ontario stage 3

This is what's expected to happen when we reach Stage 3 of reopening in Ontario

Stage 3 of reopening in Ontario is an exciting prospect at this point in the recovery from the pandemic. While the majority of Ontario is now in Stage 2 of reopening the economy, many in the province are already looking forward to what comes next.

The provincial government has yet to give any indication of when we might be ready to enter the final stage of Phase 2, but we do have a vague idea of what will happen once we're there. 

According to the province's Framework For Reopening Our Province — an 11-page document that outlines the stage-by-stage approach that Ontario has taken to slowly lift emergency measures — regions will be permitted to enter Stage 3 if the loosening of public health measures continues to be successful. 

In other words, regions will only get to move on from Stage 2 if the loosening of restrictions included in this stage don't result in a major spike in new COVID-19 cases, hospitalizations or deaths. 

So far, case numbers have been gradually decreasing in Ontario, with less than 200 new cases reported for the past five days in a row. This trend will have to remain consistent for quite some time in order for provincial health officials to even consider moving on to Stage 3.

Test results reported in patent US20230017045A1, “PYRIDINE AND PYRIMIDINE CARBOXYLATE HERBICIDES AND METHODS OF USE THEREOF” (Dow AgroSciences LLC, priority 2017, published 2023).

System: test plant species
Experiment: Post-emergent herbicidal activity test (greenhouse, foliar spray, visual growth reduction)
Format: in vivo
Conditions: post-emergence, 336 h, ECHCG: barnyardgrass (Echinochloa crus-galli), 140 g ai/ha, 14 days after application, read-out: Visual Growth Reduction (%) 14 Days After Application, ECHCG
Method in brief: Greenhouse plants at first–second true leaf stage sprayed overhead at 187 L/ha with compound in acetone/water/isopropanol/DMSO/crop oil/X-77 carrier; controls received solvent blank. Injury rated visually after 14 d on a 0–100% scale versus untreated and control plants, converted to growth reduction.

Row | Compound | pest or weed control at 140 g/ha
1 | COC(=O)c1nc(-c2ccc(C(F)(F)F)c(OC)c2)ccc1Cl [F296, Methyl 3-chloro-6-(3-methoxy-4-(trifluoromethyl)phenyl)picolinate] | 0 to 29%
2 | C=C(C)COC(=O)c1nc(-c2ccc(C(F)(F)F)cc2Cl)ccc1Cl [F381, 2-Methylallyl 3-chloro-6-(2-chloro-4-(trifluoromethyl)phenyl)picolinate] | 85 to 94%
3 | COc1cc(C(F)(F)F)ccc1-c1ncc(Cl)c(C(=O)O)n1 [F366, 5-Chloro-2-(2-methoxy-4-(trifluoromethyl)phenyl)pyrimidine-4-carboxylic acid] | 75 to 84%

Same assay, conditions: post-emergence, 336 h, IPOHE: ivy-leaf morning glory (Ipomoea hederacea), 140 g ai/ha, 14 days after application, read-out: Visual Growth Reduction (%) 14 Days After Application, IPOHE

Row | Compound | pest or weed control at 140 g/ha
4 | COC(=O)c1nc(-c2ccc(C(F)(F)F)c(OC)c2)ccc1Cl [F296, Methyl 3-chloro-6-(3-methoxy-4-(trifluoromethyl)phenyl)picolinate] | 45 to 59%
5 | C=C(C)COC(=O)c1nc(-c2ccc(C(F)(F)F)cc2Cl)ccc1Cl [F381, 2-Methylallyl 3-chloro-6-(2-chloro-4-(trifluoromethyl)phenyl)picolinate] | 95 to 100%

The province-wide state of emergency will also have to be lifted before we can enter Stage 3, and Premier Doug Ford just announced that he intends to extend it one last time until July 15.

When regions in Ontario do finally reach Stage 3, this will first and foremost mean reopening all workplaces responsibly.

A long list of businesses and services — including hair salons, restaurant patios, shopping malls and more — are permitted to reopen under Stage 2, but several non-essential workplaces and offices are to nonethless remain shuttered throughout this period. 

When we reach Stage 3, all will be allowed to open as long as safety measures are in place. 

Entering this stage will also mean further relaxing the restrictions on public gatherings. Currently, the gathering limit in the whole of the province is 10 people, while weddings and funerals are allowed to host up to 50 guests. These limits will increase in the next stage.

But even once Stage 3 is upon us, the government says large public gatherings such as concerts and sporting events will continue to be restricted for the foreseeable future.

On top of that, the government will continue to implement protections for vulnerable populations and recommend the practice of physical distancing, hand washing and respiratory hygiene, and significant mitigation plans to limit health risks.

It's also important to note that there's no guarantee that the path to Stage 3 will be linear.

"Each stage will last for approximately two-to-four-week periods to allow for close monitoring of any impacts or potential resurgence of cases," notes the government's framework. 

After each two-to-four-week period, the Chief Medical Officer of Health may either advise to reapply or tighten certain public health measures in response to a surge in cases or outbreaks, maintain the status quo and continue close monitoring of impacts, or progress to the next two-to-four-week stage.

Lead photo by

Hector Vasquez


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